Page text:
Because the word of the prophet is that of God. And by the words of the prophet, Jesus graciously visits you. In Baptism, He makes you a son of God and gives you the gift of the Holy Spirit and faith in Him. In Absolution, He tells you again and again that you are forgiven for His sake, turning you back to see your Baptism and the cross at which He shed His blood to grant you forgiveness, life, and salvation. In Communion, He joins Himself to bread and wine in order to give you of His body and blood, the very tangible gifts of forgiveness, life, and salvation.
You see, Jesus validates all of this with a word. He speaks a word, and things happen. He spoke a word, and the universe came into being. He spoke a word, and man came into being. He spoke a word, and you came into being His son and heir with Him of eternal life. You may wish to echo what the centurion said, “Lord, I am not worthy that You should come under my roof,” especially—ironically—if you haven’t taken Him at His word, “But only speak a word, and I will be healed.”
What do you have to be healed from? Well, it’s a leprosy of sorts. It’s the indignation against the Word of God. Where you seek mighty miracles, Jesus speaks a simple word; so who wouldn’t be indignant at that? Like Naaman and like the centurion, you have problems that you need God to correct. It may be a disease. It may be a different kind of personal issue. And with a word, Jesus can and does and will correct it all. It may not happen in this lifetime, but it will happen for the life to come. He is willing; be cleansed. As you have been given faith to believe, so let it be done for you.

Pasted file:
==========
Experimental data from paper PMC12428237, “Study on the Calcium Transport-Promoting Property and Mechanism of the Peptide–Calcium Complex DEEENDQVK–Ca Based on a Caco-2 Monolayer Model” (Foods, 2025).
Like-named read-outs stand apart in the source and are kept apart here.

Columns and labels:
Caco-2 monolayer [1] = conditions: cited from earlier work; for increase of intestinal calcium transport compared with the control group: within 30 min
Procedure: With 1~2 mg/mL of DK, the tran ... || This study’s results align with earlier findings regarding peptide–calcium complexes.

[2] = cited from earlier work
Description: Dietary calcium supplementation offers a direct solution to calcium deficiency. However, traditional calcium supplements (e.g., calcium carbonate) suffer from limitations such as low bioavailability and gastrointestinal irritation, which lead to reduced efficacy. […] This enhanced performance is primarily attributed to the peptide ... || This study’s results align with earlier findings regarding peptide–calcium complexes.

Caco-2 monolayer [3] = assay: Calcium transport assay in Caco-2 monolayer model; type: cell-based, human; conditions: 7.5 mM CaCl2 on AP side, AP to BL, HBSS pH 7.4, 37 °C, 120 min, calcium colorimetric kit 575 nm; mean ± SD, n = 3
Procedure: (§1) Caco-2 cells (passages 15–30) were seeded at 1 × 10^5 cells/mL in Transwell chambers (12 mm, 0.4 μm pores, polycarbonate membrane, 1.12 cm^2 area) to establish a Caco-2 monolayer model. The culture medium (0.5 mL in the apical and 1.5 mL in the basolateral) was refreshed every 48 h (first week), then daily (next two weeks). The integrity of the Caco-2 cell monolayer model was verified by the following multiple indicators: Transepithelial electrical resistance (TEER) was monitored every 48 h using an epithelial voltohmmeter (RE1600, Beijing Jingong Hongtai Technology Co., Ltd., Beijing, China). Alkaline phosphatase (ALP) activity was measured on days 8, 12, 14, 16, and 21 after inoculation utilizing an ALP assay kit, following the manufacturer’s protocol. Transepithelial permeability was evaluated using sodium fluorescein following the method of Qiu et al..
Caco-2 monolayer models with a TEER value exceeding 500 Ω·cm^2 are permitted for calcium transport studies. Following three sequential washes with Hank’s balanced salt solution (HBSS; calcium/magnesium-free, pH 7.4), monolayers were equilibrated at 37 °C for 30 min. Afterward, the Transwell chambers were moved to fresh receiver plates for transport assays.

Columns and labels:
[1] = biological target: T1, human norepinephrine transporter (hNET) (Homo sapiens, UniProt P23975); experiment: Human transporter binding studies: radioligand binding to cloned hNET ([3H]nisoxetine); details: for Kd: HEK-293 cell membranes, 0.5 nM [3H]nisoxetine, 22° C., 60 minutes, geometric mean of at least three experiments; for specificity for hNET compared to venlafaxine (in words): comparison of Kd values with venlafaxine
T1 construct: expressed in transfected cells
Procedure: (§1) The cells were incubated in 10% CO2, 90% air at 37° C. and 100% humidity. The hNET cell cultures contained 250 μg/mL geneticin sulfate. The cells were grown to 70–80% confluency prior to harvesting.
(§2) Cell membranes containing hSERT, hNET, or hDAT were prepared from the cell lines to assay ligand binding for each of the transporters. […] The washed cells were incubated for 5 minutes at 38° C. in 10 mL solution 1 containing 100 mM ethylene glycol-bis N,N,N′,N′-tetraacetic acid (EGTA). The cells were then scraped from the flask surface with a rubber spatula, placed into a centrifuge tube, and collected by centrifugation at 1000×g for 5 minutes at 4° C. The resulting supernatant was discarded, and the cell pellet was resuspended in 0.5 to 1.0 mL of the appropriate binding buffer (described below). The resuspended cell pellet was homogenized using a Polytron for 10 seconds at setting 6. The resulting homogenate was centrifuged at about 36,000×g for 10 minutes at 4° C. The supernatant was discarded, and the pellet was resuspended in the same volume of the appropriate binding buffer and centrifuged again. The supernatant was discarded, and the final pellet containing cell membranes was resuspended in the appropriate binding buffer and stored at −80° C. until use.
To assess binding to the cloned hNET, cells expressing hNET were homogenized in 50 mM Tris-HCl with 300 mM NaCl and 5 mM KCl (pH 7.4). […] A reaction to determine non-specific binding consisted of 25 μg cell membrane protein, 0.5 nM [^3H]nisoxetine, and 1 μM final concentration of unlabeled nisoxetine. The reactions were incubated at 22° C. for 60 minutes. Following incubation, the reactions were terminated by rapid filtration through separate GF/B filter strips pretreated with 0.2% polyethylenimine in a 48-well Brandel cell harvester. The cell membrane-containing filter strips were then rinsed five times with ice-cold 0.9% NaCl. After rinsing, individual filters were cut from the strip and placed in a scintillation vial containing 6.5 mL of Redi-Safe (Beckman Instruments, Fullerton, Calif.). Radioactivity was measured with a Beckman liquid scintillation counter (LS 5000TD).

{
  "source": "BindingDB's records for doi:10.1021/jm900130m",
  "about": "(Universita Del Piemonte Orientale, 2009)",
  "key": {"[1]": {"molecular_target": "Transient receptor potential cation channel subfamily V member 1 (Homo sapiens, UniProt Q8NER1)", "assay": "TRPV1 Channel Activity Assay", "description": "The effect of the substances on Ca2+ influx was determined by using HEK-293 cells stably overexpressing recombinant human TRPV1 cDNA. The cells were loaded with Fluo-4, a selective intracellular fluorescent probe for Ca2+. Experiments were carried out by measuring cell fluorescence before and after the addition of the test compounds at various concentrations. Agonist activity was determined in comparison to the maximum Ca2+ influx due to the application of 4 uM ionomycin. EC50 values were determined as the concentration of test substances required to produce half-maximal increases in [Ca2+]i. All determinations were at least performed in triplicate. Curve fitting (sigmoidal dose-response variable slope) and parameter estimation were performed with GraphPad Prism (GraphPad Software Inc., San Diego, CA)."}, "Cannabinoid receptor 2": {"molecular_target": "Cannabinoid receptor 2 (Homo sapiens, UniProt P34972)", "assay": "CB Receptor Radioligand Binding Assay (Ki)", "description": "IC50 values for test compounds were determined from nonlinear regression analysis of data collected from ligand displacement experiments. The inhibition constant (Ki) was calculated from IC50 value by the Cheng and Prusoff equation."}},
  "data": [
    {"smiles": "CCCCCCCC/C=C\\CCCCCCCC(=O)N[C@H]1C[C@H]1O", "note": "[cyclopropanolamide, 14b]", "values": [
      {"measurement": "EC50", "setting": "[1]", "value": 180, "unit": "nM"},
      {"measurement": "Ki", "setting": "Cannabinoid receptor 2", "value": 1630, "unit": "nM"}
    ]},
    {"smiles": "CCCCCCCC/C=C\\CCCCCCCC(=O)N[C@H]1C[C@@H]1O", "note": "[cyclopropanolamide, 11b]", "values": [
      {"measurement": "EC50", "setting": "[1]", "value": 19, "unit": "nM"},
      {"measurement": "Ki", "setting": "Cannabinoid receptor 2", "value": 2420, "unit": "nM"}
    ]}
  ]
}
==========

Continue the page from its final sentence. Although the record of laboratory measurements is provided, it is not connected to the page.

That’s why you’re here. There are many words spoken here. Some of them “fix” you for a time. All of them “fix” you for the time to come. You are here to hear the words—the Word—and to receive Him who is the Word-made-flesh. These simple words, as much as they tell you what to do, tell you also of what He has done for you. He was incarnate for you, born and lived for you, died on the cross for you, rose again from the grave and ascended into heaven for you. And He will come again for you, to take you where He is, to live with Him forever. You have His word on that, the word which declares to you that you are forgiven for all of your sins.
In the name of the Father and of the + Son and of the Holy Spirit. Amen.
Therein is the business of the House of YHWH, the living God: the receiving and making of offerings—sacrifices. There, in the House of YHWH, in the Tabernacle before, did God dwell among His people. There, in the House of YHWH, in the Tabernacle before, did God meet His people and forgive them.